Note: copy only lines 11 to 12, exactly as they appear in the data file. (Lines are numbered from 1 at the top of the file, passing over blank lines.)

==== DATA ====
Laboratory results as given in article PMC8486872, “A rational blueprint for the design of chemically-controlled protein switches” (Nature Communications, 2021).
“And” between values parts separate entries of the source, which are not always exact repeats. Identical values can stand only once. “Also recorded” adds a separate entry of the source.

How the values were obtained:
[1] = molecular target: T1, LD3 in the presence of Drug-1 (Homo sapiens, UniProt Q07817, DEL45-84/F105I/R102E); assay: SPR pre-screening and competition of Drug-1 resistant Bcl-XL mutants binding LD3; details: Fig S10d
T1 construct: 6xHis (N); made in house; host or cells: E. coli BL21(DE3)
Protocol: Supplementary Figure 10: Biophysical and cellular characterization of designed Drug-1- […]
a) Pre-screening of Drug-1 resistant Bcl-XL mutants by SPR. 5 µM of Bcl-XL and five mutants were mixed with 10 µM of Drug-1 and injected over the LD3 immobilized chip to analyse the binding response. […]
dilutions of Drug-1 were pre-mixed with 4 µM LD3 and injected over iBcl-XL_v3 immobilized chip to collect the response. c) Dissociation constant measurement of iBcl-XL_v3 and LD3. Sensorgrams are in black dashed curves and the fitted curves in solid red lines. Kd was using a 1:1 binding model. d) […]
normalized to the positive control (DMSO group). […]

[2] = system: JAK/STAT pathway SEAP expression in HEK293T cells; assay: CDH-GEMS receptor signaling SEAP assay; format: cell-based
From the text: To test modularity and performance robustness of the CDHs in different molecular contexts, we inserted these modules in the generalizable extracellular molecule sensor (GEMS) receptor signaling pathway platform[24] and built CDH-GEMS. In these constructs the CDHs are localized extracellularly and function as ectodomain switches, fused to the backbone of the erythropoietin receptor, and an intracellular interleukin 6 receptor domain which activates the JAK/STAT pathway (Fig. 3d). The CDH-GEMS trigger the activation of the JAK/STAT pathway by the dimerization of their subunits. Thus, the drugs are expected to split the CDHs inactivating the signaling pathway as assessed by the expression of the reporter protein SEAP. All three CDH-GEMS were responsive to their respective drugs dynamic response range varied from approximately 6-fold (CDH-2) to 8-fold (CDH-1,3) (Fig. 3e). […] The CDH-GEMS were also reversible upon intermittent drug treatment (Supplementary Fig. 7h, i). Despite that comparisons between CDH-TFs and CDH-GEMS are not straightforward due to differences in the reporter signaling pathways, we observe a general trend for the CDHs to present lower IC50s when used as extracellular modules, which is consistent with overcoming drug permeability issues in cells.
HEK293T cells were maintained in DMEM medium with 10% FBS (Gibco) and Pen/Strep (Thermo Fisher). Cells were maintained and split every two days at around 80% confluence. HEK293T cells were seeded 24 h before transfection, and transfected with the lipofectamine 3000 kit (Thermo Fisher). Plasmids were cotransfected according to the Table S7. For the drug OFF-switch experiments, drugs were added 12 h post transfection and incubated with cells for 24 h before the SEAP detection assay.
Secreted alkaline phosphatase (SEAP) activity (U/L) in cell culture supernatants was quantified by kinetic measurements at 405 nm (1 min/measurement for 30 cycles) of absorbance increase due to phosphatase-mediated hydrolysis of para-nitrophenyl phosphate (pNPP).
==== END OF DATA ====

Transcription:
From the text: To test modularity and performance robustness of the CDHs in different molecular contexts, we inserted these modules in the generalizable extracellular molecule sensor (GEMS) receptor signaling pathway platform[24] and built CDH-GEMS. In these constructs the CDHs are localized extracellularly and function as ectodomain switches, fused to the backbone of the erythropoietin receptor, and an intracellular interleukin 6 receptor domain which activates the JAK/STAT pathway (Fig. 3d). The CDH-GEMS trigger the activation of the JAK/STAT pathway by the dimerization of their subunits. Thus, the drugs are expected to split the CDHs inactivating the signaling pathway as assessed by the expression of the reporter protein SEAP. All three CDH-GEMS were responsive to their respective drugs dynamic response range varied from approximately 6-fold (CDH-2) to 8-fold (CDH-1,3) (Fig. 3e). […] The CDH-GEMS were also reversible upon intermittent drug treatment (Supplementary Fig. 7h, i). Despite that comparisons between CDH-TFs and CDH-GEMS are not straightforward due to differences in the reporter signaling pathways, we observe a general trend for the CDHs to present lower IC50s when used as extracellular modules, which is consistent with overcoming drug permeability issues in cells.
HEK293T cells were maintained in DMEM medium with 10% FBS (Gibco) and Pen/Strep (Thermo Fisher). Cells were maintained and split every two days at around 80% confluence. HEK293T cells were seeded 24 h before transfection, and transfected with the lipofectamine 3000 kit (Thermo Fisher). Plasmids were cotransfected according to the Table S7. For the drug OFF-switch experiments, drugs were added 12 h post transfection and incubated with cells for 24 h before the SEAP detection assay.